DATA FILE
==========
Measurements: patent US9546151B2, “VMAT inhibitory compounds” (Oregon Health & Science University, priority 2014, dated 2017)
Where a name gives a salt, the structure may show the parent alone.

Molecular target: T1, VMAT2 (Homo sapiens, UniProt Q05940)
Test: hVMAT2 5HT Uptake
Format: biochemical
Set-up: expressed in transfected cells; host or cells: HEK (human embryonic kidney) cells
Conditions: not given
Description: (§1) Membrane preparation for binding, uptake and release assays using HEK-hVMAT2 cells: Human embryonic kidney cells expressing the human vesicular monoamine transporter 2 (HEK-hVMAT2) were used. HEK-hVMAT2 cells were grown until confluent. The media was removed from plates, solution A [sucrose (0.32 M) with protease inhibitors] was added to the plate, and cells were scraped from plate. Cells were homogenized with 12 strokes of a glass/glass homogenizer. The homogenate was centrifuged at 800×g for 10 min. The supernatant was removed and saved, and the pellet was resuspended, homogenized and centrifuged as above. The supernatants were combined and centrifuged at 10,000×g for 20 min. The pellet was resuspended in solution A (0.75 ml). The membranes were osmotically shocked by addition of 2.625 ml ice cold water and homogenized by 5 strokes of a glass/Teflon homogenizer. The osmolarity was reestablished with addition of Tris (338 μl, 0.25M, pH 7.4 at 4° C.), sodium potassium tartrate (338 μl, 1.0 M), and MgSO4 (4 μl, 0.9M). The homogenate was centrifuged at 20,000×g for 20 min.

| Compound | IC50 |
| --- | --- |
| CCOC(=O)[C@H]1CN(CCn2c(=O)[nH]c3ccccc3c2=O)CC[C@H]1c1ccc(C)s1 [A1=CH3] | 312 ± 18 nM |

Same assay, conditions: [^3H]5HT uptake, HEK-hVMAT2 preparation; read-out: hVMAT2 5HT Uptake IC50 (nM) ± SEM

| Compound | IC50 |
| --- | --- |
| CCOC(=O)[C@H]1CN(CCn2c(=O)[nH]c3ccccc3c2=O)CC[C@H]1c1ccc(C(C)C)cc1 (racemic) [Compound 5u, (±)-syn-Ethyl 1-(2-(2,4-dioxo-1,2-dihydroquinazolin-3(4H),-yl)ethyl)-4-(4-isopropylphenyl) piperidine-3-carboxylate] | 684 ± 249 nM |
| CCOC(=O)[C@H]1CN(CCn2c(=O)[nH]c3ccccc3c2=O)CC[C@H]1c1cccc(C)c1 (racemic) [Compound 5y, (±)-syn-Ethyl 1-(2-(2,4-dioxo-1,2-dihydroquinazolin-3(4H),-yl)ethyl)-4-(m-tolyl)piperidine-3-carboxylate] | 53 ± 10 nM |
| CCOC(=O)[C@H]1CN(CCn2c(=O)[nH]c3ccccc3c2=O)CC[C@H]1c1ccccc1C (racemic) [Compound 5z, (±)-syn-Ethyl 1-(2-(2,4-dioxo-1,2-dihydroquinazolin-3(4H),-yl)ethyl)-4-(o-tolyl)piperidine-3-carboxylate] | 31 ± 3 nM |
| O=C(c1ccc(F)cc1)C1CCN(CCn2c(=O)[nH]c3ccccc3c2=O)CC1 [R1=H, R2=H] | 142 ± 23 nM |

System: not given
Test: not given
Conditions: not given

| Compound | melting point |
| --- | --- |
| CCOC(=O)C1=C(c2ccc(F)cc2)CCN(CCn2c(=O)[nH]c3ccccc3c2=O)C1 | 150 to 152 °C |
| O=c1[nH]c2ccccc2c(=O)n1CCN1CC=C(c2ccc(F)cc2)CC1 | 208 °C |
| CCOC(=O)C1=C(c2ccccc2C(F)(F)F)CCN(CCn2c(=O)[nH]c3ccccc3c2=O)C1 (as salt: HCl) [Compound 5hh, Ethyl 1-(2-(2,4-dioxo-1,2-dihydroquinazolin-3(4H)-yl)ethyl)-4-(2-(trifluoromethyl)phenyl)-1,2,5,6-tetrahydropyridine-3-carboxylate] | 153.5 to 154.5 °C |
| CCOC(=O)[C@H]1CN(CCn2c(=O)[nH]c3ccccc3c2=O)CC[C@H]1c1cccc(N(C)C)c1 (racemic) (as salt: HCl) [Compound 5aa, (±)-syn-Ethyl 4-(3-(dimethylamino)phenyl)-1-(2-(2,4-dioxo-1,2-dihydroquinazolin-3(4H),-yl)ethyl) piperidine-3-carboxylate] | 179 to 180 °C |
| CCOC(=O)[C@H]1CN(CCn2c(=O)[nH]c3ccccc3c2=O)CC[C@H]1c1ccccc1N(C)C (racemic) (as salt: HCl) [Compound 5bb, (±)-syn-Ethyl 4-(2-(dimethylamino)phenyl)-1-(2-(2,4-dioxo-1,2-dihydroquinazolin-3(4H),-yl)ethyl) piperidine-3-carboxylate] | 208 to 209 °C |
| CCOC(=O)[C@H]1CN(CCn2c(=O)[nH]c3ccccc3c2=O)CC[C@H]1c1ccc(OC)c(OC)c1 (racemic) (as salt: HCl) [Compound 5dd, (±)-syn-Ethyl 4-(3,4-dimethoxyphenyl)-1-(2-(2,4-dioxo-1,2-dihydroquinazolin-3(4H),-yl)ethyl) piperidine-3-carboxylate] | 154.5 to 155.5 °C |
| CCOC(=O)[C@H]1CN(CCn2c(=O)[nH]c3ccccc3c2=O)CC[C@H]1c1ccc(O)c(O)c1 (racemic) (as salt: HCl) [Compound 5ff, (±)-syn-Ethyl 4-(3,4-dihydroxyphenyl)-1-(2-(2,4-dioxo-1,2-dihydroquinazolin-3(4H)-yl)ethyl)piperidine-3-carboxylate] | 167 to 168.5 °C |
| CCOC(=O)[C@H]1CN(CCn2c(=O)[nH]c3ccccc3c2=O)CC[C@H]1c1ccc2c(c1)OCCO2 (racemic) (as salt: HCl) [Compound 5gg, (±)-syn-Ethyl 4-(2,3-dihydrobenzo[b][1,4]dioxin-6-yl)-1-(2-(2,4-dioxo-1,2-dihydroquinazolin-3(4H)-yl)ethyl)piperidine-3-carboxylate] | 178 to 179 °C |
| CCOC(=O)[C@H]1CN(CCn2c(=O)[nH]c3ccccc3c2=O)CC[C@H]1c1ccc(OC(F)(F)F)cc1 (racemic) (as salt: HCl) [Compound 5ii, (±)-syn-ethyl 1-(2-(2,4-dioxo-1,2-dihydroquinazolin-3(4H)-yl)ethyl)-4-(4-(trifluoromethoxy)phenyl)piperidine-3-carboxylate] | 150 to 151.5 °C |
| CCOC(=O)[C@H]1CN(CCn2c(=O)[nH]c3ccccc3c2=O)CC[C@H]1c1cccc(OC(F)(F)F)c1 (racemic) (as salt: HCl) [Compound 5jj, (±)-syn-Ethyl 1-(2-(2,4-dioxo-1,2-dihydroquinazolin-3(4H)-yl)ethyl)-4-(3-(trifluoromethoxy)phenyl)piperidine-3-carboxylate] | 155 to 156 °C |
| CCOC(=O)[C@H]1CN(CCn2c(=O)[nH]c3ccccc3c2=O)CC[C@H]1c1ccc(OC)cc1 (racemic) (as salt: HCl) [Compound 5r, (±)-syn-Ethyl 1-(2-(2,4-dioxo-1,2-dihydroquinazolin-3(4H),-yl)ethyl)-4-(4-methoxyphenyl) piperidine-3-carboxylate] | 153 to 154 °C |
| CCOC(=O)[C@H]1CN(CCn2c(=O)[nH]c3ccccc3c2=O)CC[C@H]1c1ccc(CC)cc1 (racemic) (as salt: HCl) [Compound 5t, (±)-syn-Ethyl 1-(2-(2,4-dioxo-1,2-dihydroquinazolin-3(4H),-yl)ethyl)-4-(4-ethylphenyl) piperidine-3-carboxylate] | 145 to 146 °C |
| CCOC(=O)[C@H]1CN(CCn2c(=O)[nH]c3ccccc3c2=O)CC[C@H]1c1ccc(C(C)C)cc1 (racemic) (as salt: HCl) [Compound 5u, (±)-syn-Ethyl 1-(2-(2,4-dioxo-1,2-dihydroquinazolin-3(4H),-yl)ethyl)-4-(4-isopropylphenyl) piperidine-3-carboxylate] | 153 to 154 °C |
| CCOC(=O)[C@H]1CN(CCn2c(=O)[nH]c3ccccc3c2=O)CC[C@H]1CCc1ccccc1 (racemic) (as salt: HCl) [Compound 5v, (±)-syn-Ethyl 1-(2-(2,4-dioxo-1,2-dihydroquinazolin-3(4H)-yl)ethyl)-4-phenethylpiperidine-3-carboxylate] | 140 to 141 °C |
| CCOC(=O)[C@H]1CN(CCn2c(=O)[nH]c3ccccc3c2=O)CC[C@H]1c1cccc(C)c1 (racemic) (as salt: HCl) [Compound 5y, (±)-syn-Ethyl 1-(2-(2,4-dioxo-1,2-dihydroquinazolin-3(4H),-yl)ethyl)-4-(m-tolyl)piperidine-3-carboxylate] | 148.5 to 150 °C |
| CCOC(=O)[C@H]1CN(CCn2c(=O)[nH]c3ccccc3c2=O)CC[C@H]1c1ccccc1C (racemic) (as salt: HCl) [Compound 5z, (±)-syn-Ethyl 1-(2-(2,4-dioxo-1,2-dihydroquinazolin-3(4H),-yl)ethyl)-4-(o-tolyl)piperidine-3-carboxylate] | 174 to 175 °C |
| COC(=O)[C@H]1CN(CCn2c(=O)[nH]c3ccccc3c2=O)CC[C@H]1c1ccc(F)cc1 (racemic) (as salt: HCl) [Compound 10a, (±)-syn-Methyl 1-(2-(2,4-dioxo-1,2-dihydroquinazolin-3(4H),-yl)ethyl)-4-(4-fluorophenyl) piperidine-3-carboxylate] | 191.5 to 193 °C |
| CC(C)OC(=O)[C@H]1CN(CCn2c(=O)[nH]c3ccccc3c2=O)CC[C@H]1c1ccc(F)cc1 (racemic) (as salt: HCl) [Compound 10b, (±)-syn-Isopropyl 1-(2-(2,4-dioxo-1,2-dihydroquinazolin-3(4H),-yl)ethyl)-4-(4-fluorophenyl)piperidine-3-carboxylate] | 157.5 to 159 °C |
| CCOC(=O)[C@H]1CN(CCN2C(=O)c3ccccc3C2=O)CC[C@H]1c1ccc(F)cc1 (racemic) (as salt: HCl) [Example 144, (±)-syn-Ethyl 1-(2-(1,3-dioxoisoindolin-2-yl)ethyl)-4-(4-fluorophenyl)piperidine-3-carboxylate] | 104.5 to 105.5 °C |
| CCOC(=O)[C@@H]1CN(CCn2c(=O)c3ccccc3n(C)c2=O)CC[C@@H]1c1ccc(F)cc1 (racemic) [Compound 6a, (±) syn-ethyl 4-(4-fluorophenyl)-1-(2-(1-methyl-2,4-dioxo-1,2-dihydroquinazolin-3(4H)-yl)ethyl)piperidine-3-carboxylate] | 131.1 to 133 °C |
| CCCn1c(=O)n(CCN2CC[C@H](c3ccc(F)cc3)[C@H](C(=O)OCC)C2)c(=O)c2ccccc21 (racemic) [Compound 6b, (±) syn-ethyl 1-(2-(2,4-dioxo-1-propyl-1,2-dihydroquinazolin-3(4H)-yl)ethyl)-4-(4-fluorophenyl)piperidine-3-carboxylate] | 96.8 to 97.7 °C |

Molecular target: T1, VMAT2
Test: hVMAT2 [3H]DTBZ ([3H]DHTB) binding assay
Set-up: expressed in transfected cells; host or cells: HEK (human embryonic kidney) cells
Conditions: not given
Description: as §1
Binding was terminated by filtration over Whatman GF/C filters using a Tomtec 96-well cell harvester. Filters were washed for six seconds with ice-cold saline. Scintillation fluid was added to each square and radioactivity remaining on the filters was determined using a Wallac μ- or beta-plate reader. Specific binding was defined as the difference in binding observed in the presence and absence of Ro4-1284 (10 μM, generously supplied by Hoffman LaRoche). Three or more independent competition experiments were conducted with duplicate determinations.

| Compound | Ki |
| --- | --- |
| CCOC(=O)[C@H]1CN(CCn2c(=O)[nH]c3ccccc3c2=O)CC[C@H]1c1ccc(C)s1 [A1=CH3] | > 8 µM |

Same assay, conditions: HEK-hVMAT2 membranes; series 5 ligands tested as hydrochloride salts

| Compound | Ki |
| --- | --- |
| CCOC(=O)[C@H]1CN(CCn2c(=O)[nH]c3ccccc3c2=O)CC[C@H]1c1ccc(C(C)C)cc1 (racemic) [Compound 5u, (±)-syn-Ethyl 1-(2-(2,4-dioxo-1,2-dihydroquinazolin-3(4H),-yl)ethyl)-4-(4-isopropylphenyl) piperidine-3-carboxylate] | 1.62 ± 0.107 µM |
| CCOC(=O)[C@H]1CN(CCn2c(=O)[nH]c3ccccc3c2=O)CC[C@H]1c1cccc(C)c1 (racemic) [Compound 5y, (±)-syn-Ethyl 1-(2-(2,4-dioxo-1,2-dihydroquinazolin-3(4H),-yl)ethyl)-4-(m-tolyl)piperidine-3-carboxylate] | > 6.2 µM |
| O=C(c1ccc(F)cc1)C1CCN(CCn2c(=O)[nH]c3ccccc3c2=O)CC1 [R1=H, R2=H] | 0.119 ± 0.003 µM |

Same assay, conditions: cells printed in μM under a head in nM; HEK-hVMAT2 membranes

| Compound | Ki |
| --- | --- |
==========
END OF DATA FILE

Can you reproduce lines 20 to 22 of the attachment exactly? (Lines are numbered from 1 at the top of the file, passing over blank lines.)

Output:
Test: not given
Conditions: not given

| Compound | melting point |